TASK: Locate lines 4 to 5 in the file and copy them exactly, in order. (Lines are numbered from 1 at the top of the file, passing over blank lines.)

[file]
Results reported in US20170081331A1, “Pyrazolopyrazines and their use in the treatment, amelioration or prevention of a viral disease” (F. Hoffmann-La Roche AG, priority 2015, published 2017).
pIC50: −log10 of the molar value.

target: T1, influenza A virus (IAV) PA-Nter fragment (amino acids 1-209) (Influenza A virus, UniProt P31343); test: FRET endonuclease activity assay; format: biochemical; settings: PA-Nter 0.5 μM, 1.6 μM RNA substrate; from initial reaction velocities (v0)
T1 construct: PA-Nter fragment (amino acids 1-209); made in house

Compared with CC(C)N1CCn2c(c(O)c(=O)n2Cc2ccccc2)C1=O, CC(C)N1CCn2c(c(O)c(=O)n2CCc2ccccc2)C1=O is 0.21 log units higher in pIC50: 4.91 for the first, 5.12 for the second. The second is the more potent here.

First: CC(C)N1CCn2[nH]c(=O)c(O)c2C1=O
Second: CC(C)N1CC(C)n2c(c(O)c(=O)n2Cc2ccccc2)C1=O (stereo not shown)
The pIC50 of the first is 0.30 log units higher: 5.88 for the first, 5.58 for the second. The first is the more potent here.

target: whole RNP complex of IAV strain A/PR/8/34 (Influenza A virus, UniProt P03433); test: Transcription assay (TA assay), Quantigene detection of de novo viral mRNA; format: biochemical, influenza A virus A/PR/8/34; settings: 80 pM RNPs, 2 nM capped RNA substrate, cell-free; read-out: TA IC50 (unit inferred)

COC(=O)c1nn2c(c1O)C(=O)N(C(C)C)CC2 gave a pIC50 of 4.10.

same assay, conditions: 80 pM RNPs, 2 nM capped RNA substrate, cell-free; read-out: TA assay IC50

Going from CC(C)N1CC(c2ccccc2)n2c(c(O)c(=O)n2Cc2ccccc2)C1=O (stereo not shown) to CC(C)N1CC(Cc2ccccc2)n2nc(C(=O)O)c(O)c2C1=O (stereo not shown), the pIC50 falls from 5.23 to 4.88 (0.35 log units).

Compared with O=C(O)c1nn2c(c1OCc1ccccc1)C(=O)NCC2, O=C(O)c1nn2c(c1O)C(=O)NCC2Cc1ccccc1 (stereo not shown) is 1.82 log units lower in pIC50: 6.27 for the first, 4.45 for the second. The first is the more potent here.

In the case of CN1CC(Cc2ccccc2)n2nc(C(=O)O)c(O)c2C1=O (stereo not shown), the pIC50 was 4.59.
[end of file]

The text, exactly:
T1 construct: PA-Nter fragment (amino acids 1-209); made in house

Compared with CC(C)N1CCn2c(c(O)c(=O)n2Cc2ccccc2)C1=O, CC(C)N1CCn2c(c(O)c(=O)n2CCc2ccccc2)C1=O is 0.21 log units higher in pIC50: 4.91 for the first, 5.12 for the second. The second is the more potent here.